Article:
ATLANTIC CITY - Casey and Kim Marie Kielbasa zipped through toll booth after toll booth while making a two-day trip from their home in suburban Buffalo, N.Y., through Pennsylvania and ending in Atlantic City. "I'd say we went through about 10 plazas," Kim Marie Kielbasa recalled. "I loved it because we didn't have to stop and wait to pay the toll."
The Kielbasas breezed through the plazas using E-ZPass, the electronic toll-collection system that began 20 years ago and has revolutionized highway travel throughout the East and beyond. Kim Marie Kielbasa estimated she and her husband cut at least an hour off their travel time during their two-day trip because of E-ZPass. For motorists using the E-ZPass system, there is no more fumbling for loose coins, stopping at the plazas and forking over money to a human toll collector.
"It's greatly simplified travel for our customers," said P.J. Wilkins, executive director of the E-ZPass Interagency Group. "It's helped with reducing congestion tremendously. Think of 20 years ago, when you were approaching toll booths, wasting time and burning fuel."
E-ZPass debuted Aug. 3, 1993, at the Spring Valley toll plaza on the New York State Thruway. The thruway was the lone highway to have it until the Atlantic City Expressway and Delaware Turnpike on Interstate 95 both came online in 1998. The Garden State Parkway implemented E-ZPass in 1999, and the New Jersey Turnpike in 2000 completed the conversion to electronic fare collection on New Jersey's major toll roads.
Today, motorists can drive as far north as Maine, as far south as North Carolina and as far west as Illinois using E-ZPass.
Wilkins noted that Congress has set an ambitious timetable for having a national electronic toll-collection system in place by mid-2016 for federal highways. E-ZPass, one of the technology brands for electronic tolls, hopes to lead the way in the push across country.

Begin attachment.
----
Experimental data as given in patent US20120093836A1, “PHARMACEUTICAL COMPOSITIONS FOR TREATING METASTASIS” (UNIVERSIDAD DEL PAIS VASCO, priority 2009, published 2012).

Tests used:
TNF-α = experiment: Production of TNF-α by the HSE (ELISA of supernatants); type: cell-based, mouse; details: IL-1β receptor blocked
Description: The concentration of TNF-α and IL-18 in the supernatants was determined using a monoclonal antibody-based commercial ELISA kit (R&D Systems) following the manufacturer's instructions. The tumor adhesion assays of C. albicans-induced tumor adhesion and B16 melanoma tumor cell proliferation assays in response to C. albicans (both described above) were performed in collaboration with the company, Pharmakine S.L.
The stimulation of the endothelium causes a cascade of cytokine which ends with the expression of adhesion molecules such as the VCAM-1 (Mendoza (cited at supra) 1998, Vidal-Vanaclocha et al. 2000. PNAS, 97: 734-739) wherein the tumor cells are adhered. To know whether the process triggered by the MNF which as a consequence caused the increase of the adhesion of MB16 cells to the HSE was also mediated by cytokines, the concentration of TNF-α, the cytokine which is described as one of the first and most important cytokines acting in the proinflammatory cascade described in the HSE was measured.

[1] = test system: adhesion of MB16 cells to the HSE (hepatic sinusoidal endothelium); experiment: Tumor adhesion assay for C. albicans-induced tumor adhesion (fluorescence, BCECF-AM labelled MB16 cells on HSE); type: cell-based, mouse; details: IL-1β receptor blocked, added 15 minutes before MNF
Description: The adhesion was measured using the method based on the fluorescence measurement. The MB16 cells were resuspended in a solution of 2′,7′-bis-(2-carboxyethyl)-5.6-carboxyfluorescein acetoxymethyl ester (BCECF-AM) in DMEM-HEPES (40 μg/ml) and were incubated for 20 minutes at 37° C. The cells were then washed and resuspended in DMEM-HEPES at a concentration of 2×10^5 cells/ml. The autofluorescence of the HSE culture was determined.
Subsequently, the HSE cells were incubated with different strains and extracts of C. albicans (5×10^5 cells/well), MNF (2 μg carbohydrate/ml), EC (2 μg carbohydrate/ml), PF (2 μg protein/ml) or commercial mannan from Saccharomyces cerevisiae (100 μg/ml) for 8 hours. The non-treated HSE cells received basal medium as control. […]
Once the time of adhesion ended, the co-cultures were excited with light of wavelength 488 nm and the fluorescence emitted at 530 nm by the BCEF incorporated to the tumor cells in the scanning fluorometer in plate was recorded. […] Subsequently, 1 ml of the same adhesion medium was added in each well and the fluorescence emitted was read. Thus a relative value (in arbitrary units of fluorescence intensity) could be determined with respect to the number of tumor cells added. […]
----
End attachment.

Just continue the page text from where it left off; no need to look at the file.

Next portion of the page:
"Out to California, out to Washington," Wilkins said, envisioning the routes ahead to create a national system. "Ideally, that would be the goal. We're working very hard toward that effort."
Niagara Falls and the Thousand Islands Bridge Authority, both in upstate New York, will join the E-ZPass system in 2014 as the newest members, Wilkins said. Kentucky and Indiana are expected to join in late 2015 or early 2016 as part of the Ohio River Bridges Project linking both states.
E-ZPass officials are also talking to Florida, Texas, Georgia, Utah and other states that have electronic tolls "to find a common way to do business," Wilkins said.
Currently, 25 transportation groups and 15 states are part of the E-ZPass system. Overall, there are 16 million accounts and 25.5 million vehicles using E-ZPass. More than $6.6 billion in annual toll revenue is collected through the E-ZPass system.
"Slowly but surely we are going to electronic tolling," Wilkins said. "It clearly has reduced manned toll booths. It is a trend that is continuing now."
Wilkins said a high-speed E-ZPass lane can handle about 2,000 transactions per hour, compared with about 350 for a human toll collector.